It's No. 534 on the government's grave provocation list, after "hair mockery" but before "breathing."

Kim Jong Il died in December 2011, so he didn't actually live to see whether his or Emmerich's prediction came true (spoiler alert: neither did). North Korea remains a struggling dictatorship, Harrelson is alive and well, and Emmerich is getting ready to hand out two sequels to Independence Day that absolutely nobody asked for.

Yusaku Takeda/iStock/Getty Images
Those slack-ass Mayans have until June 2016 to unleash the meteors and save us all.

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4
Scandinavia Banned Kids From Seeing E.T. Because It Makes Adults Look Like Assholes

Universal Pictures

If you were alive in the '80s, Steven Spielberg's classic E.T. the Extra-Terrestrial had a huge impact on your childhood, whether it was because you were delighted by his heartwarming story or terrified of his nightmarish, wrinkled, mutant turd appearance. That is, unless you grew up in Sweden, Finland, or Norway, where anyone under the age of 12 was banned from seeing the movie when it was released. But not because E.T. was a creepy, leper-voiced alien that drove at least one of our friends to sleep with the lights on for the next seven years -- they banned it because the governments of those Nordic nations felt the film was harmful, in that it portrayed "adults as enemies of children."

Universal Pictures
"Don't worry, kid -- this'll hurt him a lot more than it hurts you."

Apparently, some adults in Scandinavia were worried that the only thing standing between them and a wide-scale Children of the Corn-style uprising was a movie about a bunch of kids befriending a space puppet and the grown-ups in business suits trying to take him away. The Swedish Board of Film Censorship thought watching E.T. would plant subversive ideas in kids' heads, teaching them to fear and distrust their adult overlords. It is unclear whether they were aware that most children's adventure stories feature villainous adults, because children generally don't have enough societal clout to be effective bad guys.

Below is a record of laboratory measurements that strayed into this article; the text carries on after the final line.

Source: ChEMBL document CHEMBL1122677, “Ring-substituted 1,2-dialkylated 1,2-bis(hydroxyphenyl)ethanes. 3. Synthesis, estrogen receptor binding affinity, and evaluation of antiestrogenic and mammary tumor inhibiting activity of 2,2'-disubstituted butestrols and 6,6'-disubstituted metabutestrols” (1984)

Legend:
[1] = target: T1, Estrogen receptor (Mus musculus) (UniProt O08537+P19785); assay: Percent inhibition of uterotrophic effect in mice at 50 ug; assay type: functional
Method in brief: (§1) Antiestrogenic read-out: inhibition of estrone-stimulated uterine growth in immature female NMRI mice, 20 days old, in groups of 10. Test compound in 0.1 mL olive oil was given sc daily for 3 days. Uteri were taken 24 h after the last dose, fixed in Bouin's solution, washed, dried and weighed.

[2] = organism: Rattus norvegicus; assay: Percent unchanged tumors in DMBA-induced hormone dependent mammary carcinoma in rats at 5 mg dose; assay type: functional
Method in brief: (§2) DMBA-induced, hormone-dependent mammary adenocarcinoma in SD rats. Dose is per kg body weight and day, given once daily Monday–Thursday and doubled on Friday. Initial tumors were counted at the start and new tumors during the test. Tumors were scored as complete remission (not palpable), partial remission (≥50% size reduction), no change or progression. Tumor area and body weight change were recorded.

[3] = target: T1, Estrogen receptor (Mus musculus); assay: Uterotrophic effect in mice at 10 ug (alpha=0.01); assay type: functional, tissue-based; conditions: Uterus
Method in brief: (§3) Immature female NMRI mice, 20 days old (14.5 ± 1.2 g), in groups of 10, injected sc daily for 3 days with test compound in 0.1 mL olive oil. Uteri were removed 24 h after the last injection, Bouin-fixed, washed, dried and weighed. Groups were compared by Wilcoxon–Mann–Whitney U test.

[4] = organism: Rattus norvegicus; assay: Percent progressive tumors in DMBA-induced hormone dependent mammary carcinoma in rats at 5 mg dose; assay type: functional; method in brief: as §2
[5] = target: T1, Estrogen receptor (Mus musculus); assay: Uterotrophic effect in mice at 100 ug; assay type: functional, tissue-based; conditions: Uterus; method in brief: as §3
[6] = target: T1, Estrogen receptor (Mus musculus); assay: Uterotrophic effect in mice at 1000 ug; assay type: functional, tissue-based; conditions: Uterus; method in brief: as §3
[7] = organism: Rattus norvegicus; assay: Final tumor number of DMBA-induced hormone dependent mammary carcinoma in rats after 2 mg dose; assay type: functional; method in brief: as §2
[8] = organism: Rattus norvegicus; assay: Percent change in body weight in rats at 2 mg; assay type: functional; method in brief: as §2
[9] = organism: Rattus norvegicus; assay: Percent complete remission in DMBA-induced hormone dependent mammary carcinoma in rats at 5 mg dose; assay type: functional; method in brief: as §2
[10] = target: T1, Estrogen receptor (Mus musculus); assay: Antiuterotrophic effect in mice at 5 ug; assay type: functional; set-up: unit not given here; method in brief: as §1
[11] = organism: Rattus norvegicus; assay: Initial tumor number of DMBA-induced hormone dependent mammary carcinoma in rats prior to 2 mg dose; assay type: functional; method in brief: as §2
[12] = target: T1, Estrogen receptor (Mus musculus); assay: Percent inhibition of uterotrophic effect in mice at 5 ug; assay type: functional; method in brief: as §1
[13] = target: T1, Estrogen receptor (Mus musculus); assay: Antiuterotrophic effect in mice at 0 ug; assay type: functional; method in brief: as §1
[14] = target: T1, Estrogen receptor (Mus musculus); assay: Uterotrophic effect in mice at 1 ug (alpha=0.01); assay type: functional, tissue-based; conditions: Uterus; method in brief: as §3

Universal Pictures
"E.T. hold drink while Elliot stitch snitch."

According to reports, the Viking children of the frozen north were uniformly outraged by the restriction and held adorable child protest rallies outside of theaters, carrying tiny picket signs bearing righteous declarations, such as "Children's films are made for children!" and "We want E.T.!" Some kids even lied about their age to gain admission to the most embarrassing movie to ever have to have lied about your age to see.

But chief censor Gunnel Arrback was unwavering in her decision, declaring that the movie would traumatize kids with its "threatening and frightening atmosphere." The fact that she was absolutely correct notwithstanding, it's hard to imagine anyone over the age of 12 even wanting to purchase tickets to see E.T., a theory Spielberg boldly decided to prove with his turbo-charged special edition E.T. re-release back in 2002, which famously hit the box office with the force of a soggy old sandwich.

Universal Pictures
Even the walkie-talkie industry gave it two guns down.

3
Nigeria Banned District 9 on Charges of Racism

TriStar Pictures

Neill Blomkamp's District 9 was a scathing piece of social commentary about apartheid barely disguised as a science-fiction movie; the aliens are treated as refugees/immigrants, given second-class-citizen status, forced to live in roped-off ghettos, and generally treated like shit. The only way the film could've been more explicit is if it had been titled White Privilege. Hell, it's even set in South Africa.

TriStar Pictures
"Hands up, don't shoot" has overtaken "take me to your leader"
as the phrase alien tourists are most eager to learn.

So it might surprise you to hear the movie was banned in Nigeria ... for being too racist.

That's because the movie paradoxically casts Nigerians as violent, ruthless criminals taking equal advantage of the disenfranchised aliens as the predominantly white paramilitary group. In the movie, a group of Nigerian gangsters sets up shop in the alien ghetto, ripping off their space technology and selling their body parts on the black market as voodoo medicine. The Nigerian government felt that this less-than-sensitive portrayal constituted an attack on Nigeria as a whole. Being ground zero for a decade of Internet scams has understandably made Nigeria a little touchy about their global image.

TriStar Pictures
"If you don't like the prince jokes, how about the opposite?"

Dora Akunyili, Nigeria's information minister, lashed out against the film, saying, "Why do they want to denigrate Nigerians as criminals, cannibals, and prostitutes who sleep with extraterrestrial animals? We've had enough with the stereotypes they have branded us with."